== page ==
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  5. "Tha Sasainn glè shnog."

"Tha Sasainn glè shnog."

Translation:England is very nice.

February 3, 2020



It's an interesting conversation you all are having but I just want to know why snog has an h in it.


This is called lenition. It is our only 'mutation' (as we use the term) - the USP of the Celtic languages.

Basically, certain words cause an h to be inserted if the next word begins with any consonant apart from _l, n, r. Glè is one of them. You just have to learn them. Because of this simplified spelling system (unique to Gaelic and Irish), which is independent of the actual pronunciation, you have to learn how to pronounce each one separately. Sh is /h/ although it is almost silent here as /hnok/ is not too easy to say.

There's a lot more to them that is covered bit by bit in the notes, https://duome.eu/tips/en/gd, but that's the jist of them. D


I hear "shnog' as 'nohk'. Is that common pronunciation? I mean the sound 'h'.


I have listened to all four examples of this word - which are unfortunately all from one speaker, so you do not get to hear the range of ways one word can be pronounced. It is not the most typical, but it is definitely within the range of common pronunciations. The basic pronunciation of g, except at the beginning of a word, is /k/. With these velars you often get one letter in one accent sounding like another letter in another accent. I would avoid this pronunciation as it is very easy to get confused with the way most people pronounce c, but there is nothing wrong with it. Also notice it is the way that Liverpudlians pronounce /k/ in the English word lock, for example.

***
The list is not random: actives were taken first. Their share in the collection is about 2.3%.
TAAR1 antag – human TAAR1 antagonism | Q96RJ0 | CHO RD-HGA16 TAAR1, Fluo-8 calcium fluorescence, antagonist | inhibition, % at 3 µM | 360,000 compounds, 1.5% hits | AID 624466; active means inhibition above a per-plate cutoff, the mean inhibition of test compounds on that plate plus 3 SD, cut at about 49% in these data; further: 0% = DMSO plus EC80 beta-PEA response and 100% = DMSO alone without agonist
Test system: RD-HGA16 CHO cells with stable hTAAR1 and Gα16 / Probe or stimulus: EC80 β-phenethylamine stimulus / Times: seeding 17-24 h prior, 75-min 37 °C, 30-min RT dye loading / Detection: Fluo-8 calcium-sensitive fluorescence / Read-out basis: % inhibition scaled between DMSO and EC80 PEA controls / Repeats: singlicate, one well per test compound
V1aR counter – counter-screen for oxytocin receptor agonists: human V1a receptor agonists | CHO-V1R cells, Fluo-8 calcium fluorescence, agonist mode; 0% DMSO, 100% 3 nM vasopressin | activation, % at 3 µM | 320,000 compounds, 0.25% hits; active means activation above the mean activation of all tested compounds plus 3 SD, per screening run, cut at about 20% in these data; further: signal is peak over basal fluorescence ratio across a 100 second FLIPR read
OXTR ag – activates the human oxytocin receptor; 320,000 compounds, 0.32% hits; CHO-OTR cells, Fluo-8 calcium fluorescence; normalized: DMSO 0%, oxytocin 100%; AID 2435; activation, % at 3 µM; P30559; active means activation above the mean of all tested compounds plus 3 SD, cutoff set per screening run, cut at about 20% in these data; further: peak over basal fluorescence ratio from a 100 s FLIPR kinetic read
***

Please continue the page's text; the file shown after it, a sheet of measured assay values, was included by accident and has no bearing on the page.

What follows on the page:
There should, strictly, be an /h/ at the beginning of the word as that is how you should pronounce sh, but this speaker, like many people, leaves it out as /hn/ is obviously fairly difficult to say. D


Why was 'a Belgium' needed in the previous exercise, when here Sasainn directly follows Tha?


Pretty sure it's because some countries are called "The (name of country)", like the Ukraine in English,


Pretty sure it's because some countries are called "The (name of country)" just like the Ukraine or the US/UK and like Belgium and Germany in Scottish Gaelic, and some aren't, like Norway in both English and Gaelic. The "a'" is basically the same as the English "the", just that the countries aren't the same in English and Gaelic.

Someone please correct me if I've got this wrong


Correct. Note, however, that the Ukrainians have decided their country should not have an article in English. This is odd to me for a number of reasons. First, as you explain, it's a bit random which countries have articles in any given language. They have got the idea from somewhere that countries don't have articles in English, but this simply isn't true. Secondly they cannot be considered experts in articles as their language doesn't have any. So I do not accept a Ukrainian telling me how to speak English, especially in relation to articles. After all, I do not tell them that The United Kingdom should have one in Ukrainian. Thirdly, it is interesting that many countries are very fussy about the their name in English, but do not generally object when the French put an article in (which they do) or when any language spells it the way they choose.

(Note that you seem to have posted twice. You can delete your previous half post.)

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